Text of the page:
When We Lie

Lying, Liar, Lies

If mere humans may have things abominable to them, mine is lying. I hate it in nearly all forms: commercial advertising and political propaganda, of course, as well as even when people doing good things feel compelled to pretend they are flawless: that the rotten thing they just did is required by that good thing they’re doing, for instance, or that they didn’t do the rotten thing at all.

There is no I don’t know which is worse there, because it doesn’t matter. Both are lies.

Alas, there are children in this house, and also we grown-ups in it occasionally venture into the world of other putative adults, which are to say that we get a lot of lies.

And it’s still strange to me in many cases, especially the times involving children — because there are usually multiple systems both human and the mechanical in place to catch them. I mean what the hell are they thinking?

Well, that’s half right. Hell’s involved, but they probably aren’t thinking, at least not well. Internet filters are watching, as are adults — slightly less reliable than software, but far more experienced at being human, which means we were kids, which means we know what the hell they’re thinking.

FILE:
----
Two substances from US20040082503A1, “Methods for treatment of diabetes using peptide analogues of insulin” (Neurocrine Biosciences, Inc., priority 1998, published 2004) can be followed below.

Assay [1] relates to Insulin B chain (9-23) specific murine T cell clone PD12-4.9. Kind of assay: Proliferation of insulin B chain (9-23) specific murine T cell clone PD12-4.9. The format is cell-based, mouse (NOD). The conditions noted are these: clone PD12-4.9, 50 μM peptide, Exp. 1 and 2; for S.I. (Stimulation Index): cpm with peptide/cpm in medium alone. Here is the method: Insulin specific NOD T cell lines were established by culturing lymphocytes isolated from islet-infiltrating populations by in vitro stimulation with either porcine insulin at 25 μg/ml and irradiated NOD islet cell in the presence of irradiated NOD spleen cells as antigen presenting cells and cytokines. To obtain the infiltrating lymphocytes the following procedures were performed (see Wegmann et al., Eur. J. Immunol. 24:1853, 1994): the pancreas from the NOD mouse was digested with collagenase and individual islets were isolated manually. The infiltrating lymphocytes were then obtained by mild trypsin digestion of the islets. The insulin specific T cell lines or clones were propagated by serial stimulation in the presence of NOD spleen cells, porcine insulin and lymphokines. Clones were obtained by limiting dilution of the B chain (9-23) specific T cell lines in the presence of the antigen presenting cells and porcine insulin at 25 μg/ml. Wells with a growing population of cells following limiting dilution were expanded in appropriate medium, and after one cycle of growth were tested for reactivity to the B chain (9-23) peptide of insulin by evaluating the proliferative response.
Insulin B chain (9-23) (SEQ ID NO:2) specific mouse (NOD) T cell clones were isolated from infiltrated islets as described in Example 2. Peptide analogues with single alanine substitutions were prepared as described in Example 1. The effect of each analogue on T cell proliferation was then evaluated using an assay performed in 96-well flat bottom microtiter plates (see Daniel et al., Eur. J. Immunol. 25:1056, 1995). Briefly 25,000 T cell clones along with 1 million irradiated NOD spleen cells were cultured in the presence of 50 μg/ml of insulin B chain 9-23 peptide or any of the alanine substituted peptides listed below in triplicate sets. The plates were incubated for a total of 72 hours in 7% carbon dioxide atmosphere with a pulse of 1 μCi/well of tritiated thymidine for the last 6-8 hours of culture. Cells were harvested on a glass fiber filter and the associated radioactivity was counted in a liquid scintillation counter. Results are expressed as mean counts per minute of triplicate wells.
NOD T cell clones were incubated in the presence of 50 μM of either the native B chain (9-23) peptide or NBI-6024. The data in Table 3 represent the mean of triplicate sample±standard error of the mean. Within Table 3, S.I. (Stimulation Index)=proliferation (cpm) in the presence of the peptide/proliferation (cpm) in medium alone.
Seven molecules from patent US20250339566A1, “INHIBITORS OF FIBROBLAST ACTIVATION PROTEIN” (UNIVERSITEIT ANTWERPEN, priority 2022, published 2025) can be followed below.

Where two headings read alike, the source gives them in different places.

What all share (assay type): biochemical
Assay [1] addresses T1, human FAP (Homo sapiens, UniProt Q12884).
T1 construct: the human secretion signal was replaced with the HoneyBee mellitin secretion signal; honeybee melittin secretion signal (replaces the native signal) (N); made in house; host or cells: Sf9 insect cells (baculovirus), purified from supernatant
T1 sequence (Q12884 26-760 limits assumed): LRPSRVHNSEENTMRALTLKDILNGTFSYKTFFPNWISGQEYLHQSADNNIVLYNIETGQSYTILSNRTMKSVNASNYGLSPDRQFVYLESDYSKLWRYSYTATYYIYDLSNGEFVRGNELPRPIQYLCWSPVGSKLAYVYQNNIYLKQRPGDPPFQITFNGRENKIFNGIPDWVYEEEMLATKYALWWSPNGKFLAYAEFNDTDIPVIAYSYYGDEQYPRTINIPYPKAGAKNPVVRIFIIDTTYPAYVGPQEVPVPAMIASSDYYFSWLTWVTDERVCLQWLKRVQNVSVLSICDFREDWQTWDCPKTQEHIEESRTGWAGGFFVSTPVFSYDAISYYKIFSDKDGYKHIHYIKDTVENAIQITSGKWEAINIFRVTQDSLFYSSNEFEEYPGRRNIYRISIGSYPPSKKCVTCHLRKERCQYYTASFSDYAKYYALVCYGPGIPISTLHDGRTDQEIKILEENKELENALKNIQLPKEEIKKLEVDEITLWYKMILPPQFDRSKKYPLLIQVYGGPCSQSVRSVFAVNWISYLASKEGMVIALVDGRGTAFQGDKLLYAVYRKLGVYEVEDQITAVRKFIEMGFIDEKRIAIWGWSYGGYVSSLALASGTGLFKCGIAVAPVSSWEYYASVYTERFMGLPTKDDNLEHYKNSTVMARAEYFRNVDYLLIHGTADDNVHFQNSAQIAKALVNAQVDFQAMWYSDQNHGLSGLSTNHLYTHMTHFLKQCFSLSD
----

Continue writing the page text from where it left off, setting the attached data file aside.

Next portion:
Still, it’s encouraging that they’re not thinking, as is the foreignity of the falsehood. It’s good when it’s strange because it means we retain hope — modicum … smidge … whatever. There is yet faith.

*

Only two things can happen when we lie. One is we get away with it. One is we don’t.

If we don’t, we may suffer consequences. To take again the example of kids, they often get punished more for disobedience also involving deception. They are less like to be trusted each successive time. If they don’t stop, they will be come dishonest bastards. There’s a lot of downside.

If we do ‘get away with it’ we also suffer. We think we don’t because we get what we wanted — the sweet slake of sin — and there may even be little or no quick or immediate response. It might take a few days for the lie to come to light, or parents have grown too weary to do any real good, or, if it’s been a long slog of subterfuge, both. But even in the worst case, where the least good is done, the parents know, and God knows.

That is to say, the liar has slimed the one or two human people in his life who care the most about him, who want the most for him, who will be one of his only sanctuaries when the world lies back at him, not to mention the one God who is even more of each of those things. So really we never get away with it. God knows. This is said to carry no weight in the world these days. But many people who say so are also known to … lie.